From Sorcerer to Clergyman to Pirate to Admiral, the Remarkable Life of Eustace The Monk

eustaceAt the turn of the 13th century, Eustace Busket fought, raided, killed, embezzled, betrayed, revenged, impersonated and prayed his way across France, Spain and England. Although better known as Eustace the Monk, this younger son of a county lord spent little time in a monastery, choosing instead to live the life of a steward, mercenary and pirate.

Born in 1170 near Boulogne, France, Eustace’s story really begins in Toledo, Spain where he is rumored to have studied black magic and, according to the contemporary work Histoire des Ducs de Normandie, “No one would believe the marvels he accomplished, nor those which happened to him many times.” Ultimately giving up his parlor tricks, he soon decided to join the Benedictine monastery at St. Samer Abbey (near Calais).

At some point around 1190, Eustace’s father was murdered, and Eustace left the Benedictines to seek revenge against Hainfrois de Heresinghen, the supposed killer. Agreeing to duel through surrogates, Heresinghen’s champion won, and, thus, the trial by combat acquitted Heresinghen of the charges.

With his failed revenge, and now preferring life outside of the monastery, Eustace next went to work for Count Renaud de Dammartin of Boulogne as his seneschal (steward), peer and bailiff.  Most important for the future life of Eustace, his duties included oversight of the Count’s property. After Heresinghen instituted a plot to discredit him, the Count asked for an accounting and Eustace fled into the Forest of Boulonnais, circa 1204. Taking his flight as a sign of guilt, the Count seized Eustace’s property and burned his land. Not one to take such a slight lying down, Eustace then launched a series of raids against the Count’s property, including burning down two mills that the Count had recently built. Whether or not he was really guilty of embezzling, as the Count came to believe, after destroying the Count’s property, he was officially an outlaw, and one with a very powerful enemy.

Having at this point been a supposed sorcerer, a monk, and an administrator, Eustace decided to take up a new career- piracy. Sailing in the English Channel and the Strait of Dover, Eustace sometimes worked for himself and at other times as a mercenary between 1205 and 1212. Making something of a name for himself, together with his brothers, Eustace ultimately commanded as many as 30 ships under the flag of King John of England. Raiding along the coast of Normandy and the Channel Islands, he and his brothers established several bases on the islands, including the Castle Cornet in Guernsey.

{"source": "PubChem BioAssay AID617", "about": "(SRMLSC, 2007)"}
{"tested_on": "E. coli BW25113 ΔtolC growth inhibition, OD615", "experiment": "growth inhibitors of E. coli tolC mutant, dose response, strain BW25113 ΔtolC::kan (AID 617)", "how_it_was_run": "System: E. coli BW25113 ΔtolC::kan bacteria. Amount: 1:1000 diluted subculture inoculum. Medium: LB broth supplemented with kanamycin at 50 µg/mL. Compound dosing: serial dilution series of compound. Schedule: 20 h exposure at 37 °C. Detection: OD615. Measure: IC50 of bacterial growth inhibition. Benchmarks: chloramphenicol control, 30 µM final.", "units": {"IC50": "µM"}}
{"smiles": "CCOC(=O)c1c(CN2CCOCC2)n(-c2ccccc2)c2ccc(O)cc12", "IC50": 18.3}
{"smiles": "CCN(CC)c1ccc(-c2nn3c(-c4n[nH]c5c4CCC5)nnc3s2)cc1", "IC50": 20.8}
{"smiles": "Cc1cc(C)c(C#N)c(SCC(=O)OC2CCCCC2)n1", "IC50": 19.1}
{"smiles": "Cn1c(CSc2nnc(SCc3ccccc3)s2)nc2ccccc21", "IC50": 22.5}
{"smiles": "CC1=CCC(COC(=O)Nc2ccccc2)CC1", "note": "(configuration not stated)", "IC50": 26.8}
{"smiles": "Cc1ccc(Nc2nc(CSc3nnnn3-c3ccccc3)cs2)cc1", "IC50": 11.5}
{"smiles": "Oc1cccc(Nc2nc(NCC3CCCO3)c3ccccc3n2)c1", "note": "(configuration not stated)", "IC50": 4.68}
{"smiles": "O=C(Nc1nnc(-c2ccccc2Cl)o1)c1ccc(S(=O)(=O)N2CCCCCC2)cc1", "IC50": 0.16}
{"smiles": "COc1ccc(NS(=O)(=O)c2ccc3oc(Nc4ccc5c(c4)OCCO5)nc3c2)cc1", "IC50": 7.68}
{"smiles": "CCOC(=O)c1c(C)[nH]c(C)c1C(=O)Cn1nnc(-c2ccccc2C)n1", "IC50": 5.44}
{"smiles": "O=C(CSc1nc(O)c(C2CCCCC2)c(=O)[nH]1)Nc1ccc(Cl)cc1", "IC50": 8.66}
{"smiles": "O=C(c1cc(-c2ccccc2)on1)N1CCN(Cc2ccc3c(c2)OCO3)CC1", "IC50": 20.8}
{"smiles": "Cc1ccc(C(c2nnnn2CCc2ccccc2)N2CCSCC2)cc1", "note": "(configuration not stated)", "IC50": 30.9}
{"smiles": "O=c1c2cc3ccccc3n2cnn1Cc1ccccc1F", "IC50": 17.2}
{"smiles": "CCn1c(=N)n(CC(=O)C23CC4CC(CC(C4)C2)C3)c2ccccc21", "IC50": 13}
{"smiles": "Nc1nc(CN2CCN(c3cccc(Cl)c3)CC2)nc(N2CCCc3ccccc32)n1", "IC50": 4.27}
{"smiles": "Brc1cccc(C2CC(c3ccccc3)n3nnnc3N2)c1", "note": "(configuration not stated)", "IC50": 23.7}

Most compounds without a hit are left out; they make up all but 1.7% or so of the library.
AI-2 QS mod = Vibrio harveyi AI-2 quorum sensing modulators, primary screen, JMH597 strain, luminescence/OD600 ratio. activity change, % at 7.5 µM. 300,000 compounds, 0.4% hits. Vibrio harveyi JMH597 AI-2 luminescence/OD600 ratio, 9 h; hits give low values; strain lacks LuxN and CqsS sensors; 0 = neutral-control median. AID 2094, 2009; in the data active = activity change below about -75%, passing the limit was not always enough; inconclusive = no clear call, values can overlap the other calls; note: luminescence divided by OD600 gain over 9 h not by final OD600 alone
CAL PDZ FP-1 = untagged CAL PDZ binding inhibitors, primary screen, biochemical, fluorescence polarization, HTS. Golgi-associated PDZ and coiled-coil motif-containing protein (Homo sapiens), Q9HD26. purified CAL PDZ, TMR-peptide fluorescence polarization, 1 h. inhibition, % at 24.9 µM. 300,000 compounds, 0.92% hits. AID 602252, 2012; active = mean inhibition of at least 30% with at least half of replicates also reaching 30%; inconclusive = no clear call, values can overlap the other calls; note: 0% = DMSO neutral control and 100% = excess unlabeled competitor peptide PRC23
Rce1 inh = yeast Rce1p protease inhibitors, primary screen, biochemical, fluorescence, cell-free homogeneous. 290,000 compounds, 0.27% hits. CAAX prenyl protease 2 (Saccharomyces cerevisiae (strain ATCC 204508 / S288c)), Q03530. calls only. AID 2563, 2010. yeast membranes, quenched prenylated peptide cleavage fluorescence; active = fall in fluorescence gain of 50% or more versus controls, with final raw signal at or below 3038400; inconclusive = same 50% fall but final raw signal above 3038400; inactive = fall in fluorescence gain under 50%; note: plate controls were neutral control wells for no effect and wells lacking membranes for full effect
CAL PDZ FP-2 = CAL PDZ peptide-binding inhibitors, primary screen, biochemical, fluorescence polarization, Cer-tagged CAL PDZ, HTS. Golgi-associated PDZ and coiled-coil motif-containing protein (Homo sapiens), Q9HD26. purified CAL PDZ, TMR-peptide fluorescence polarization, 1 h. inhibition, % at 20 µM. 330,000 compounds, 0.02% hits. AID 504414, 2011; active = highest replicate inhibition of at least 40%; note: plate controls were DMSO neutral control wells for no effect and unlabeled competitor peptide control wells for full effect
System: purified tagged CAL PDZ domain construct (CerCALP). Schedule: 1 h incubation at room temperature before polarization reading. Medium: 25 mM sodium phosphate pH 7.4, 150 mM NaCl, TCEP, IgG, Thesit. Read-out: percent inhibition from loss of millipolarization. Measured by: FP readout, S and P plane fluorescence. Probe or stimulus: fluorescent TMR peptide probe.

Not satisfied with the tremendous spoils he’d accumulated thus far, around 1212, Eustace began playing both sides, raiding along the English coast as well; at this same time, the Count de Dammartin struck an alliance with King John. Officially switching sides at this point, Eustace took his skills back to France, where he found work with Prince Louis. Together, they supported the English rebellion in 1215-1216 (when King John refused to honor the negotiations that culminated in the Magna Carta) with the idea that Louis would eventually take the English throne.

King John died, however, and with the rise of Henry III, the rebellion lost support. Undeterred, in August 1217, France sent its fleet across the Channel, led by Robert de Courtenai with Eustace as admiral of its 70-plus ships, some of which were heavily overloaded, bearing weapons, men and horses.

The English were prepared and met the French fleet at Sandwich. Seizing control of the fleet from Eustace, de Courtenai ordered the ships into an ill-advised attack; losing the wind, the French fleet suffered serious losses, due in no small part to the English releasing lime into the wind, which blinded the French troops.

Eventually, de Courtenai and the knights were taken for ransom, and the regular soldiers were slaughtered.

As for Eustace, he was found hiding in the bilge of his ship. As with the other notables captured in the battle, he offered to pay a fortune in ransom for his release, but the irritated English, whom Eustace had betrayed only a few years before, decided not to take the money in his case. Instead, they tied him down and had a man by the name of Stephen Crabbe lop off his head. In the (largely fictional) 1284 work covering Eustace’ life, The Romance of Eustace the Monk, it concluded of his death (translated), “No man can live long who spends his days doing ill.”

In the aftermath, Louis ultimately relinquished his claim to the throne of England, and Eustace’s brothers were dispossessed of their Channel Islands lands.

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Bonus Fact:

  • The Magna Carta (Great Charter) was executed at Runnymede on June 15, 1215 between King John and his supporters, including Stephen Langton, the Archbishop of Cantebury and William Marshal, Earl of Pembroke, and the rebel barons including Richard de Clare, Earl of Hertford and Geoffrey de Mandeville, Earl of Essex and Gloucester. In a nutshell, the charter was born of King John’s terrible governance. Seeing himself as above the law, John was arbitrary and brutal, and during the 10 years preceding the negotiations at Runnymede, John bled the English barons dry with high taxes he used to pay for disastrous military campaigns in France. Upset, the barons eventually got John to agree to certain reforms, which included access to justice and a trial by peers, limits on taxes and the Crown’s ability to seize property, and protection from illegal imprisonment. Although bare-bones by today’s standard, the Magna Carta is considered the turning point in the quest for civil liberties and the rights of free men against the state.
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